Civil service jobs to leave Whitehall for suburbs

Civil servants could see their offices move from central London to outer suburbs under plans to further shrink the government’s presence on Whitehall, it was announced last week.

By Winnie.Agbonlahor

06 Oct 2014

Under the One Public Estate (OPE) programme, the government has sold buildings such as the Old War Office on Whitehall (pictured) and many departments and agencies have already started to co-locate since 2010, cutting the number of central London government offices from 185 in 2010 to 75.

Cabinet Office minister Francis Maude has now announced that he wants to get this number down to 23 buildings shortly after 2020, as part of the government’s new estate strategy.

Announcing the new strategy on 3 October, Maude said the move is part of this government’s “long-term economic plan [to cut] waste to save taxpayers millions.”

He added that the surplus space would be released for housing and business.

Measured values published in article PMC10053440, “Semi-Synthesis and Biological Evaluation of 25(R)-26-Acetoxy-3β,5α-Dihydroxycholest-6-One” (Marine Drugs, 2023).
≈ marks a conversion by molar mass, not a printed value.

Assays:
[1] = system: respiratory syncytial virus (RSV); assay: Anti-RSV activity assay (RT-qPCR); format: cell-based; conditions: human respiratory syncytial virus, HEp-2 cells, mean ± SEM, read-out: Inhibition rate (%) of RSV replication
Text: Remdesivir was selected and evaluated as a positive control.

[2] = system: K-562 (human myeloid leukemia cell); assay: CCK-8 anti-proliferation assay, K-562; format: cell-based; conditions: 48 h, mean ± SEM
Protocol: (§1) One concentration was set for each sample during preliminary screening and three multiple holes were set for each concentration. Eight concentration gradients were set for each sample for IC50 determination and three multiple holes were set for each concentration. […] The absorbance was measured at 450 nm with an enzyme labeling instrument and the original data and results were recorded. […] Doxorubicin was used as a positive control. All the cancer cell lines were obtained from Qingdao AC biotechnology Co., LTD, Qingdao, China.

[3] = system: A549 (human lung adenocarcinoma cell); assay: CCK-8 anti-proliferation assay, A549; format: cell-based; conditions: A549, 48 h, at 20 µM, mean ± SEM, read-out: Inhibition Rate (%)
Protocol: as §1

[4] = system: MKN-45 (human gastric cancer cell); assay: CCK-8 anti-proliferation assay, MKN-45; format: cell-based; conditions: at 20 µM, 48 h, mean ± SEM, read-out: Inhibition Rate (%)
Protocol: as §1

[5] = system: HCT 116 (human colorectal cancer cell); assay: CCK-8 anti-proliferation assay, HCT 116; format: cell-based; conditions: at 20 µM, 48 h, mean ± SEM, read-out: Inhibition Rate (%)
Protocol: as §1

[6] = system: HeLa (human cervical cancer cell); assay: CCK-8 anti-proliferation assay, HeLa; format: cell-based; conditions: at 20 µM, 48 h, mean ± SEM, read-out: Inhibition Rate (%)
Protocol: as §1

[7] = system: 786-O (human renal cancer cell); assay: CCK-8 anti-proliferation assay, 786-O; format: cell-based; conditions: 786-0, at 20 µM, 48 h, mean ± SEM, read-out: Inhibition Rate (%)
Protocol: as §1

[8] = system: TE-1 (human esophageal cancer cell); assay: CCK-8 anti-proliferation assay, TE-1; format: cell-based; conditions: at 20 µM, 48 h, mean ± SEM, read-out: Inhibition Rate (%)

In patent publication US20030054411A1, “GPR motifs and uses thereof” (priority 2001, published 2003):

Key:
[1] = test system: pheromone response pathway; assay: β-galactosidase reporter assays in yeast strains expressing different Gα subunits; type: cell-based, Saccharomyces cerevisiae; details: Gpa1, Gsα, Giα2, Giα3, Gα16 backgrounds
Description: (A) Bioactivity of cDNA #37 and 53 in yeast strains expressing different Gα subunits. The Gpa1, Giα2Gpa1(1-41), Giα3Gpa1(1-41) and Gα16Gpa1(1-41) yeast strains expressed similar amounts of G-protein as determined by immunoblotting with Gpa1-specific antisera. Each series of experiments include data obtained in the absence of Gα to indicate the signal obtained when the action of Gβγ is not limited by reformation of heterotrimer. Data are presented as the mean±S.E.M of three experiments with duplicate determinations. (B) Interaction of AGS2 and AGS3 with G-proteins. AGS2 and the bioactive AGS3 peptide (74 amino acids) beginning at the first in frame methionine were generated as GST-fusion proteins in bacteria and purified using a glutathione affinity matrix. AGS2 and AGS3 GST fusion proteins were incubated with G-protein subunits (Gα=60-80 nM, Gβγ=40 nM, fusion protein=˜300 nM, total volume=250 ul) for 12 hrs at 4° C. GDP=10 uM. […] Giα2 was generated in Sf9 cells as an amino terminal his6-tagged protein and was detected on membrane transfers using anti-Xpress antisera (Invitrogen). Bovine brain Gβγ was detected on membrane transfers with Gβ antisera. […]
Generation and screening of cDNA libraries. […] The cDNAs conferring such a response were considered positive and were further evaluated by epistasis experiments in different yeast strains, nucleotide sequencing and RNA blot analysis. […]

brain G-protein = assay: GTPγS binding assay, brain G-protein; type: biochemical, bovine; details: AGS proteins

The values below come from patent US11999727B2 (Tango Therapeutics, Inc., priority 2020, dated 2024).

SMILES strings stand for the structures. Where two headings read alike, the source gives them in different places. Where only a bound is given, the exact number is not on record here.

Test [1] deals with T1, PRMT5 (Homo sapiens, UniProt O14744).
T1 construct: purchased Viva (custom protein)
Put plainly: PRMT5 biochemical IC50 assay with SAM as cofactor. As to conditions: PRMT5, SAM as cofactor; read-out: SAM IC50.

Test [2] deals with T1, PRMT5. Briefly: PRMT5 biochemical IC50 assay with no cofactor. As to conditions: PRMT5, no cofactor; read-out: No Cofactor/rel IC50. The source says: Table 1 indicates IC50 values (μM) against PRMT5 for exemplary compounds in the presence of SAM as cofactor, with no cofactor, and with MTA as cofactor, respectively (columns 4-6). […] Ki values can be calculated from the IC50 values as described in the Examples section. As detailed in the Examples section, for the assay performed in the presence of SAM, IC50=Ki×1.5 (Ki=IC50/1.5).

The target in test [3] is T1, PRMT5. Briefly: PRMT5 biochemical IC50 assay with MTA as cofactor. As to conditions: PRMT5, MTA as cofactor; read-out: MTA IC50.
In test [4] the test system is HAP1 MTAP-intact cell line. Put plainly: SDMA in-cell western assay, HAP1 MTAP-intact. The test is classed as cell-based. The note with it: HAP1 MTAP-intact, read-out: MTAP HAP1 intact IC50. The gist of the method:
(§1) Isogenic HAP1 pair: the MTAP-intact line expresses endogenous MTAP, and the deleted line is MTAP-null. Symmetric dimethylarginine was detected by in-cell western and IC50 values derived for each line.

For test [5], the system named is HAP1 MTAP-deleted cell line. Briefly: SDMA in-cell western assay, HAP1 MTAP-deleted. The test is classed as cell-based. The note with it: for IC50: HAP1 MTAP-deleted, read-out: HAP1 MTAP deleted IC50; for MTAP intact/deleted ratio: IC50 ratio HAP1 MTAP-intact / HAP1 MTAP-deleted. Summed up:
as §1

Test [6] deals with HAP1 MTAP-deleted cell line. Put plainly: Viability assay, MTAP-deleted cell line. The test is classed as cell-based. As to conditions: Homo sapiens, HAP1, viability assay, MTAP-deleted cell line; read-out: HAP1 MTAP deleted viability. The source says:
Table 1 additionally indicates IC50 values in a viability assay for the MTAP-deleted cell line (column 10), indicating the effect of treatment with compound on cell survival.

Measures will include moving departments away from expensive Whitehall accommodation into the outer London boroughs, according to the press release, which cites the example of the Home Office running a major satellite office in Croydon and the Ministry of Justice trialling a mini-commuter hub created by the Cabinet Office.

“Moving half of London-based civil servants away from Whitehall could save taxpayers billions by 2030,” the release continues, adding that “it costs £35,000 per year to base someone in Ministry of Defence Whitehall headquarters, compared to £3,000 at the UK Visas and Immigration offices in Croydon.”

The strategy says it seeks to “remove artificial boundaries between departments, local authorities and other publish bodies, and work in ways that minimise [government’s] need for office space” as well as achieving a culture change in the civil service to support desk-sharing, working from home and mobile working.

The document also says: “We are developing ‘One Civil Service’ offices across the country, where different organisations can share the same space.

“One example of this is the Temple Quay Campus in Bristol, which involved discussions with 12 departments and 28 agencies to bring them together in modern, efficient and flexible space.

“The project will reduce the dozens of buildings we had in Bristol in 2010 to only 18 by 2020.

“Similarly, in Liverpool we are moving from 47 buildings in 2010 to 17 by 2020.”

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